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Some common misconceptions by directors: The Corporate Veil; “Doing the right thing” by creditors; The ATO is not actually a creditor.

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We get a lot of calls from directors and there are three misconceptions or errors that constantly raise their head.  Firstly, everyone knows that a company is a separate legal entity to the directors and shareholders, right?  Errr….Wrong.  Well when I say “wrong” I mean that the concept is right but I am constantly amazed at the number of directors that are unaware of the concept.  Secondly, there are a similar number of directors that have the view that they have to “do the right thing”and ensure that all creditors are paid.  I like the concept, but the practicalities of that approach often escape the reality check.  Thirdly, if I were to ask the average director who called who their creditors are, less than 50% would volunteer the ATO as  creditor, whereas the ATO is a creditor in about 95% of matters.

So let’s have a look at the misconceptions one by one.

The Corporate Veil

This is possibly telling many people the obvious but, a company is a legal entity in its own right.  It’s not the director, it’s not the shareholders.  And no, Directors are not automatically personally liable for all of a company’s debts.  We have that conversation a lot.  The misconception usually springs from a misunderstanding of Insolvent Trading Laws.  Yes, a director can become personally liable for a company’s debts in certain situations – Insolvent Trading , Director Penalty Notice, by Contract, by written Personal Guarantee – but those are specific situations that sometimes, only sometimes, apply.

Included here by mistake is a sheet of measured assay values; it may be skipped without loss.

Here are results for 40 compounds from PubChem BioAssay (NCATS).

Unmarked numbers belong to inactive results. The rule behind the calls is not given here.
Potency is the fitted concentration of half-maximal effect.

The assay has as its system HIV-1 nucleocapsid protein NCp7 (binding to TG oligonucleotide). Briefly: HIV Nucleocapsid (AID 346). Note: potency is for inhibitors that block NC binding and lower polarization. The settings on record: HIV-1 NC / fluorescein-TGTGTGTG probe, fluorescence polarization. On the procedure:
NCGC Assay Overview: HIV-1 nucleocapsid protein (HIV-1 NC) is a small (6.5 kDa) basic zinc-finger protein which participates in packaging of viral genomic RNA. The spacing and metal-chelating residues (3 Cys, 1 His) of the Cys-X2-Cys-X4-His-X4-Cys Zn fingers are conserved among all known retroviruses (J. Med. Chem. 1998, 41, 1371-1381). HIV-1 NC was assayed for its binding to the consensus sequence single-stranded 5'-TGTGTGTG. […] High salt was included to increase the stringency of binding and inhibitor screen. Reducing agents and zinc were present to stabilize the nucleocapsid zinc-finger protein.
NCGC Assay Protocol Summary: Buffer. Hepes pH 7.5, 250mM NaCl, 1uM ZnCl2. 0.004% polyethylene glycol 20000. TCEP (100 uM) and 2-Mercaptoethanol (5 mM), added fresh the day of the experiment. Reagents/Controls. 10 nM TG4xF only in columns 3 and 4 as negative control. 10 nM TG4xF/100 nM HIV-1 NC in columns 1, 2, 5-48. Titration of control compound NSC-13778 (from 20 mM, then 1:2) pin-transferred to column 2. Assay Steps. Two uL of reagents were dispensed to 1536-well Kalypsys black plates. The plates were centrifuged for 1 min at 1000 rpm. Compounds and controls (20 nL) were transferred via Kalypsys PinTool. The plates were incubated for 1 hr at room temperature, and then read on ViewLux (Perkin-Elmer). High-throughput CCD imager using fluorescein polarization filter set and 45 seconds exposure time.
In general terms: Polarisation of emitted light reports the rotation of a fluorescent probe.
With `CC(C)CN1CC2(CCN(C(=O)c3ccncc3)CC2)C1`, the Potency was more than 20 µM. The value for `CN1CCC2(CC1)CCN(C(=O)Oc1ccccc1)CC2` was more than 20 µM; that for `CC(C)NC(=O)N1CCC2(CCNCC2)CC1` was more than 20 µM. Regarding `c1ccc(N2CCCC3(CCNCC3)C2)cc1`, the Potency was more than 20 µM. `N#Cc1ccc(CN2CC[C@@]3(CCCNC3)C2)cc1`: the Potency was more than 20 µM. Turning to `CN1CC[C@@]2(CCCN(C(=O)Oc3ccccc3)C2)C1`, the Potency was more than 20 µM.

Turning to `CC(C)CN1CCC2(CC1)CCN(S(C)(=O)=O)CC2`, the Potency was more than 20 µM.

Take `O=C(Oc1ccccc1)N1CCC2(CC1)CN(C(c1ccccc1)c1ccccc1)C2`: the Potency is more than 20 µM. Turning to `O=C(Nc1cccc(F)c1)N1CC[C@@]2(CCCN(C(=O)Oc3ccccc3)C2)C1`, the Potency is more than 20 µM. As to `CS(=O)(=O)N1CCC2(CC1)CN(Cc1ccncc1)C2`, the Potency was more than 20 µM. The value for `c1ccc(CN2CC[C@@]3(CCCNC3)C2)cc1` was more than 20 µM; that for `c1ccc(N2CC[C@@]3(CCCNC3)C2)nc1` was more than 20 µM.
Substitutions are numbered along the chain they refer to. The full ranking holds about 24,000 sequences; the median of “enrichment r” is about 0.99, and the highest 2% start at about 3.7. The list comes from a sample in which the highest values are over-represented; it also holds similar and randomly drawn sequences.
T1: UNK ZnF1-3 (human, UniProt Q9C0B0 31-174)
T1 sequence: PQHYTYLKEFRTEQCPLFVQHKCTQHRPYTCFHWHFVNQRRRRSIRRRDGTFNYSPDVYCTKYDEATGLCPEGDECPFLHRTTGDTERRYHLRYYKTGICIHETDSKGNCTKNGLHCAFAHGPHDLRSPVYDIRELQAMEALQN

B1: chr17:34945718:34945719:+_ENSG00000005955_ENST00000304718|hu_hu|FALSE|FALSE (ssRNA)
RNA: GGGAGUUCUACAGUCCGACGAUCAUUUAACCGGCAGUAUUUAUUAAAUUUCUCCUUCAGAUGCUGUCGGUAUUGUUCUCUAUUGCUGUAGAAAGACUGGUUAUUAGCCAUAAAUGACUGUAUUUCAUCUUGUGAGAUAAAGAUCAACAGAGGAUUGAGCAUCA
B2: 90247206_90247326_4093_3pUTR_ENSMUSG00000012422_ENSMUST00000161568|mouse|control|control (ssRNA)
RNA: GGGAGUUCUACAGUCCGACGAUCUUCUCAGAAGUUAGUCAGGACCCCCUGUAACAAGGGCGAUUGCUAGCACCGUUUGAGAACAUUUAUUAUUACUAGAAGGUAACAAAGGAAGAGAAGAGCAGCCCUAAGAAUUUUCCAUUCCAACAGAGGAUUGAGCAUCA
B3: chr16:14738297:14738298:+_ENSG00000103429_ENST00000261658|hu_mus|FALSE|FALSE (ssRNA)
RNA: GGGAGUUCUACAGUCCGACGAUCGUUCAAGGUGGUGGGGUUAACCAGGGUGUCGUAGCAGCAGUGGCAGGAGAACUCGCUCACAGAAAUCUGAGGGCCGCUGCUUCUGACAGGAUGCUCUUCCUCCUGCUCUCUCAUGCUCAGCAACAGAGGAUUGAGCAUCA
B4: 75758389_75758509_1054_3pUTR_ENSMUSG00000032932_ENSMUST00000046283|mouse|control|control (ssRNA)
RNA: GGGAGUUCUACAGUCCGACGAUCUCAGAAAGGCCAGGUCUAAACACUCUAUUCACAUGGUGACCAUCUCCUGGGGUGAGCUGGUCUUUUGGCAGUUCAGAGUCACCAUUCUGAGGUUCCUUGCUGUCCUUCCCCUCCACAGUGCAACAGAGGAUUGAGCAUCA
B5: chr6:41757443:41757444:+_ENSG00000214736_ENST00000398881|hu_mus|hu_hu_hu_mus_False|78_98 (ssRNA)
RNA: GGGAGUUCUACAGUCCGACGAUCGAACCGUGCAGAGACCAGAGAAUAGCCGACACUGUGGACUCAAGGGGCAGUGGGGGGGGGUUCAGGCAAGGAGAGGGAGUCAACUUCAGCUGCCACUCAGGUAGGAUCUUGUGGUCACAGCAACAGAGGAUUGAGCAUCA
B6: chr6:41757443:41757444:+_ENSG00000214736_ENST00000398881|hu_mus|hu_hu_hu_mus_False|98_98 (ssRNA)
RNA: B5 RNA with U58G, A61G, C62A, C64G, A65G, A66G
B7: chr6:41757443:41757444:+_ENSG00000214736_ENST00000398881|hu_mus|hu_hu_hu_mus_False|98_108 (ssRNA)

Doing the right thing

It is an admirable trait of the small business person that the majority want to do the right thing and ensure all creditors get paid.  I have to say that it is a trait I witness often at the small end of the market but have yet to encounter at the big end of town.  At the big end of town, the directors have very firmly grasped the concept of the Corporate Veil.  Don’t get me wrong, I am not criticising the concept, as it is clearly the right approach.  However, by the time a director calls me, in the majority of cases there is no prospect of all creditors being paid unless the fairy godmother enters the scene with her magic wand.  When I receive a call, the conversation is rarely about getting everyone paid.  I have to quickly redirect the conversation to be about resolving the situation such that, hopefully, all those involved are a little less unhappy than they would otherwise have been, or it may be a matter of simply bringing the pain to an end so everyone can move on.

The ATO is a a creditor too

When asked, the average director will list their creditors as the landlord, some suppliers, probably some Superannuation.  Our standard follow up question is “what about the ATO?” . “Oh the BAS is about $250,000”.  So, in case there is any doubt, when there is a tax debt, the ATO is a creditor as well.

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